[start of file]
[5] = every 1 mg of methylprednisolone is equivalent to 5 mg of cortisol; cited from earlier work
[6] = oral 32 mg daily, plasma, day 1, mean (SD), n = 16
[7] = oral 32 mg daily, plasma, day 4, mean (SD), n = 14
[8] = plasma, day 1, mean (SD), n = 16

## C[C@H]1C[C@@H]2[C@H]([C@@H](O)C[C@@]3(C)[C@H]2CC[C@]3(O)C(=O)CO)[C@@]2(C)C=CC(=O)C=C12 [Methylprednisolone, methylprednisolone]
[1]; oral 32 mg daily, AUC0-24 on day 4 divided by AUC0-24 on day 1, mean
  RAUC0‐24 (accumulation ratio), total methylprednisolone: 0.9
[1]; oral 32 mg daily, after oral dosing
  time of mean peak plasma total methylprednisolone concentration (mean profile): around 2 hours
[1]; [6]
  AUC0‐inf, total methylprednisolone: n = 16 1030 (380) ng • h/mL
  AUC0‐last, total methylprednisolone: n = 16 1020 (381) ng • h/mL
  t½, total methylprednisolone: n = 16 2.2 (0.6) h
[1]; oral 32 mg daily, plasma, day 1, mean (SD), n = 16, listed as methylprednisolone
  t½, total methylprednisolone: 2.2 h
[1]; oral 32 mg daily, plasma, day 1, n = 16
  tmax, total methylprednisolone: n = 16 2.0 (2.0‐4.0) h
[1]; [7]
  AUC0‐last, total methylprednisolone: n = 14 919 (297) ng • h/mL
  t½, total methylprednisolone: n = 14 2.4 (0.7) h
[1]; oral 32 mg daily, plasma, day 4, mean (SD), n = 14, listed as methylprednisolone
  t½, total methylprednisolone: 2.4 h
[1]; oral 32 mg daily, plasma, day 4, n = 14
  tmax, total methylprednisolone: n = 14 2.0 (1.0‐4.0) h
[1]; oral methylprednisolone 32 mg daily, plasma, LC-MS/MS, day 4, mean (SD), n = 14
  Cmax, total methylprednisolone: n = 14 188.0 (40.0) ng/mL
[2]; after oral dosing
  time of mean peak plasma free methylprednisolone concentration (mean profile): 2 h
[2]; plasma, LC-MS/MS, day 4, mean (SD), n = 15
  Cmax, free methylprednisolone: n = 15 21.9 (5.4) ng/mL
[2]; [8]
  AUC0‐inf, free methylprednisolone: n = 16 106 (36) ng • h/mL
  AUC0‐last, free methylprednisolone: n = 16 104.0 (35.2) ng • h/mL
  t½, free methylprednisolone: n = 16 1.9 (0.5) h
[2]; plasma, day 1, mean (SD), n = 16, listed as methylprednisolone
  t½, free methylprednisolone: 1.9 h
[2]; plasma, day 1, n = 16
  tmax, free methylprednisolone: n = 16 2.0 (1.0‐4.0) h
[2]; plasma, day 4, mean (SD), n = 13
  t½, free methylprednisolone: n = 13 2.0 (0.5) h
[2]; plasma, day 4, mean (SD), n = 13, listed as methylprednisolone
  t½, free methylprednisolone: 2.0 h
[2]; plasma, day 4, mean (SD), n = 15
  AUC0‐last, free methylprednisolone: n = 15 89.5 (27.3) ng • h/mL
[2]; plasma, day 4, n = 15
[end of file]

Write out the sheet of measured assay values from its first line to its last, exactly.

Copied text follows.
[5] = every 1 mg of methylprednisolone is equivalent to 5 mg of cortisol; cited from earlier work
[6] = oral 32 mg daily, plasma, day 1, mean (SD), n = 16
[7] = oral 32 mg daily, plasma, day 4, mean (SD), n = 14
[8] = plasma, day 1, mean (SD), n = 16

## C[C@H]1C[C@@H]2[C@H]([C@@H](O)C[C@@]3(C)[C@H]2CC[C@]3(O)C(=O)CO)[C@@]2(C)C=CC(=O)C=C12 [Methylprednisolone, methylprednisolone]
[1]; oral 32 mg daily, AUC0-24 on day 4 divided by AUC0-24 on day 1, mean
  RAUC0‐24 (accumulation ratio), total methylprednisolone: 0.9
[1]; oral 32 mg daily, after oral dosing
  time of mean peak plasma total methylprednisolone concentration (mean profile): around 2 hours
[1]; [6]
  AUC0‐inf, total methylprednisolone: n = 16 1030 (380) ng • h/mL
  AUC0‐last, total methylprednisolone: n = 16 1020 (381) ng • h/mL
  t½, total methylprednisolone: n = 16 2.2 (0.6) h
[1]; oral 32 mg daily, plasma, day 1, mean (SD), n = 16, listed as methylprednisolone
  t½, total methylprednisolone: 2.2 h
[1]; oral 32 mg daily, plasma, day 1, n = 16
  tmax, total methylprednisolone: n = 16 2.0 (2.0‐4.0) h
[1]; [7]
  AUC0‐last, total methylprednisolone: n = 14 919 (297) ng • h/mL
  t½, total methylprednisolone: n = 14 2.4 (0.7) h
[1]; oral 32 mg daily, plasma, day 4, mean (SD), n = 14, listed as methylprednisolone
  t½, total methylprednisolone: 2.4 h
[1]; oral 32 mg daily, plasma, day 4, n = 14
  tmax, total methylprednisolone: n = 14 2.0 (1.0‐4.0) h
[1]; oral methylprednisolone 32 mg daily, plasma, LC-MS/MS, day 4, mean (SD), n = 14
  Cmax, total methylprednisolone: n = 14 188.0 (40.0) ng/mL
[2]; after oral dosing
  time of mean peak plasma free methylprednisolone concentration (mean profile): 2 h
[2]; plasma, LC-MS/MS, day 4, mean (SD), n = 15
  Cmax, free methylprednisolone: n = 15 21.9 (5.4) ng/mL
[2]; [8]
  AUC0‐inf, free methylprednisolone: n = 16 106 (36) ng • h/mL
  AUC0‐last, free methylprednisolone: n = 16 104.0 (35.2) ng • h/mL
  t½, free methylprednisolone: n = 16 1.9 (0.5) h
[2]; plasma, day 1, mean (SD), n = 16, listed as methylprednisolone
  t½, free methylprednisolone: 1.9 h
[2]; plasma, day 1, n = 16
  tmax, free methylprednisolone: n = 16 2.0 (1.0‐4.0) h
[2]; plasma, day 4, mean (SD), n = 13
  t½, free methylprednisolone: n = 13 2.0 (0.5) h
[2]; plasma, day 4, mean (SD), n = 13, listed as methylprednisolone
  t½, free methylprednisolone: 2.0 h
[2]; plasma, day 4, mean (SD), n = 15
  AUC0‐last, free methylprednisolone: n = 15 89.5 (27.3) ng • h/mL
[2]; plasma, day 4, n = 15